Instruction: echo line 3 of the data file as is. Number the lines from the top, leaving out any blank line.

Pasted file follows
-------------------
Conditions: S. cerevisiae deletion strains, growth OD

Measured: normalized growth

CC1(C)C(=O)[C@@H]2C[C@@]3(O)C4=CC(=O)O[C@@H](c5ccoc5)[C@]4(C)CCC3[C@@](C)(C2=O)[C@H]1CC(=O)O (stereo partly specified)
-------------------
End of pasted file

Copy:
CC1(C)C(=O)[C@@H]2C[C@@]3(O)C4=CC(=O)O[C@@H](c5ccoc5)[C@]4(C)CCC3[C@@](C)(C2=O)[C@H]1CC(=O)O (stereo partly specified)